The HIPAA Breach Notification Rule provides important benefits to patients, but there are also benefits for healthcare organizations. Compliance with this aspect of HIPAA ensures transparency about unauthorized access and disclosures of protected health information and promptly notifying patients about data breaches – which are often out of the control of healthcare organizations –can improve trust in healthcare organizations and reduce the reputational damage caused by data breaches. Importantly, HIPAA lacks a private cause of action, which helps HIPAA-covered entities avoid the considerable legal costs of defending lawsuits from patients who believe their privacy has been violated.

How the Proposed Updates to the HIPAA Privacy Rule will Benefit Healthcare Organizations

While the HIPAA Rules lack specificity in certain areas and incorporate flexibilities to avoid the need for regular updates, updates to HIPAA are required to accommodate changes in working practices and advances in technology, and to correct the elements that are either not achieving the purpose they were intended to or are no longer important. There has also been considerable criticism over the years that HIPAA continues to place an unnecessary administrative burden on healthcare organizations. After issuing an RFI, OCR published a Notice of Proposed Rulemaking in 2021 to update the HIPAA Privacy Rule, mostly to strengthen individuals’ rights to access their own health information and to reduce the administrative burden on healthcare organizations.

These Privacy Rule changes should help to improve information sharing, which will make patient care coordination and case management easier, including the coordination and management of care through social and community services. The updates will also facilitate family and caregiver involvement in the care of individuals that are experiencing emergencies or health crises. The restrictions of HIPAA have been clear became clear throughout the opioid and COVID-19 public health emergencies. The update helps to address this by incorporating flexibilities to permit disclosures in emergencies and threatening circumstances. These updates will help healthcare providers deliver better care and improve patient outcomes.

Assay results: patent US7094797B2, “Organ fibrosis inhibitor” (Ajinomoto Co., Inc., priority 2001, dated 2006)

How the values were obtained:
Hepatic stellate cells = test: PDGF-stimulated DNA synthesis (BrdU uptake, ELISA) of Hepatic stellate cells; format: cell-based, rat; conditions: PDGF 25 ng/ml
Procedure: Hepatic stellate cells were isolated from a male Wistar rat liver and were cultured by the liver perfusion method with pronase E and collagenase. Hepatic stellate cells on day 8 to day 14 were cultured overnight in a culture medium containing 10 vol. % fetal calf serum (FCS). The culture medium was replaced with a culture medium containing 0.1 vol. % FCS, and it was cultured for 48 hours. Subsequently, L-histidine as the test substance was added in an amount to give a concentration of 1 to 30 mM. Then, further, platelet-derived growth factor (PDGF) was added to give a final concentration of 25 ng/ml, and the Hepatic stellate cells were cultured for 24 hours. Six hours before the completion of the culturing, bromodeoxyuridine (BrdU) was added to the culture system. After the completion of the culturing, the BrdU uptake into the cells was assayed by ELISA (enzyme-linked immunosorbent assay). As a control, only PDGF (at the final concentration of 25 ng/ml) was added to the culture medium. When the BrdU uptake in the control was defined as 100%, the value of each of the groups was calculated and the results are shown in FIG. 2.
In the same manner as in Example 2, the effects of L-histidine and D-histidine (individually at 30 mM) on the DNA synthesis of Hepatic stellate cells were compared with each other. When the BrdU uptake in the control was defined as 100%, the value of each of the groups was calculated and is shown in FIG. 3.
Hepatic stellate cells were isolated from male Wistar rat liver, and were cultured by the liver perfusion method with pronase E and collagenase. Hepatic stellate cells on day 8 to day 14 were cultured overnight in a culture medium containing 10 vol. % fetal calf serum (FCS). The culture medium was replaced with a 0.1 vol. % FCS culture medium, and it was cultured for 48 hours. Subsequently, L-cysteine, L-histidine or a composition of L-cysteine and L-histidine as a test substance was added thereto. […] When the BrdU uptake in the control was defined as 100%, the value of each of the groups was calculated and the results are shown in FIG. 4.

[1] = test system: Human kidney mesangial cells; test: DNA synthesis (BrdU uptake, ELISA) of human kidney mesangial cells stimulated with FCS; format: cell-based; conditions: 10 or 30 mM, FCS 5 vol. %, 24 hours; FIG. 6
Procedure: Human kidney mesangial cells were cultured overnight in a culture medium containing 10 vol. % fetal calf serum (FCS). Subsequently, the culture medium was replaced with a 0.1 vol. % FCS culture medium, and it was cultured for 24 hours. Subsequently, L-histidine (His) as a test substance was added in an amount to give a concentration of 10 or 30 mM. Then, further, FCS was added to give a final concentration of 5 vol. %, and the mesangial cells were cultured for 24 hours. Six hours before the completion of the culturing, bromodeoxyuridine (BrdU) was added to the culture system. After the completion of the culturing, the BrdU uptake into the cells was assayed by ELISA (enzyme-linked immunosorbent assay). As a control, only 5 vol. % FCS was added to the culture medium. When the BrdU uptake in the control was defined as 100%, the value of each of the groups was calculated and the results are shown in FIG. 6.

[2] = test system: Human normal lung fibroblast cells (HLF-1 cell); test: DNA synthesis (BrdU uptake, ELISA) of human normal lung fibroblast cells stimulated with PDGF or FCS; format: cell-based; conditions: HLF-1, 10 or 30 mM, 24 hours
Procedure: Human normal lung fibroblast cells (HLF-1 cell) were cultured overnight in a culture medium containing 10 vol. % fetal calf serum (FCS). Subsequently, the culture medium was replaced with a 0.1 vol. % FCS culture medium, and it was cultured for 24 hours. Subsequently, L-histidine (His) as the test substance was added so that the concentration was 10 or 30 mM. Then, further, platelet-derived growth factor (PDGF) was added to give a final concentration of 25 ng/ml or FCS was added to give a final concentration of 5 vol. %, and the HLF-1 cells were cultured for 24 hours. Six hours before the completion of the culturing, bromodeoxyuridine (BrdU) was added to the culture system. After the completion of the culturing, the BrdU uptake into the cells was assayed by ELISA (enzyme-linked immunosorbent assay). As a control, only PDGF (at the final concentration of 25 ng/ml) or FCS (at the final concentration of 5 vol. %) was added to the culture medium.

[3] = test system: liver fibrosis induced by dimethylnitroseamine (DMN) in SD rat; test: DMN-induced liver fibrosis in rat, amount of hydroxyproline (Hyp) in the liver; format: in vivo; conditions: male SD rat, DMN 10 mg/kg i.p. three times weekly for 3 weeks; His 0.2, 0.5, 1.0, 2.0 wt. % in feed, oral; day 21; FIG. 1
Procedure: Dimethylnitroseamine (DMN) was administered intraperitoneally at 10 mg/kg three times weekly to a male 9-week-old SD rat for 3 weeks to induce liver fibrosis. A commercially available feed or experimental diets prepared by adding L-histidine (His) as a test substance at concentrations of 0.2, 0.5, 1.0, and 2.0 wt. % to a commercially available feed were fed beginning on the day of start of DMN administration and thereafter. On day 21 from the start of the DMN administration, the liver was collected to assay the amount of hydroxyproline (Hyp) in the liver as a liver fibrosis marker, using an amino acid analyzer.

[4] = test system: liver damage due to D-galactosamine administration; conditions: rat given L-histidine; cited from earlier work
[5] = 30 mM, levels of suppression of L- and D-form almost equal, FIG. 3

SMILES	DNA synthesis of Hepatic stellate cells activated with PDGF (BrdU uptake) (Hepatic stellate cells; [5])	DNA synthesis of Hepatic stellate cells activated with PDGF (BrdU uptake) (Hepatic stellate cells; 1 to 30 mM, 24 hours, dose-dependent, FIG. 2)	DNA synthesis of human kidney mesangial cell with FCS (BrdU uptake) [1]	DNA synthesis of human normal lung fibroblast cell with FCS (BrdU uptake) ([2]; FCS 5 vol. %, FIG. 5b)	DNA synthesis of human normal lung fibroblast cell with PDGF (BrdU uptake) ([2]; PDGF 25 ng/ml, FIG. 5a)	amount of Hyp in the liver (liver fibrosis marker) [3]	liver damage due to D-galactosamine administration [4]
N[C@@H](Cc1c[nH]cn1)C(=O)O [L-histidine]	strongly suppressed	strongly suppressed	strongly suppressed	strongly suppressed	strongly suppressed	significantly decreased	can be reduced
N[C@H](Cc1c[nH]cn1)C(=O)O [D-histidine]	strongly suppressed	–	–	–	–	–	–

The amount of paperwork involved in providing healthcare also needed to be addressed. Finally, some of the time-consuming tasks that healthcare organizations still need to perform manually are being eliminated, such as the requirement for a covered entity to obtain an individual’s written acknowledgment of receipt of a direct treatment provider’s Notice of Privacy Practices and retain copies of that documentation for 6 years.

Any update to HIPAA comes with a considerable workload initially but the benefits should be felt quickly. OCR believes the efficiencies introduced by the Privacy Rule changes will help to save $3.2 billion over five years, thus limiting the increase in the cost of healthcare. The Final Rule has yet to be published in the Federal Register, but that should finally happen in 2023.

Healthcare Organizations are Still Struggling with HIPAA Compliance After 26 Years

HIPAA has been in effect for 26 years, the Privacy and Security Rules for two decades, and the Omnibus Rule and Breach Notification Rules for 14 years, yet HIPAA compliance is still proving to be a challenge for many healthcare organizations.

One of the common complaints about HIPAA that makes compliance complicated is the frequent use of terms use as reasonable… exercise reasonable diligence, implement reasonable and appropriate policies and procedures, reduce risks and vulnerabilities to a reasonable and appropriate level. There are also ‘required’ and ‘addressable’ provisions, where addressable provisions are still required elements of compliance, in some form. These flexibilities are what make HIPAA workable for such a wide range of healthcare organizations and stay relevant, but they can present significant challenges for healthcare organizations, especially smaller practices that lack the staff and resources to devote to compliance.

One of the ways that many smaller healthcare organizations have simplified compliance and ensured all the i’s are dotted and t’s are crossed is by using HIPAA compliance software. These software solutions guide healthcare organizations through compliance with all aspects of the HIPAA Rules, eliminating the guesswork and making sure that no provisions are overlooked. The software can be used to achieve compliance and maintain the compliance program, prompting risk analyses, updates, and training, and ensuring compliance efforts are fully documented to ensure painless audits and investigations.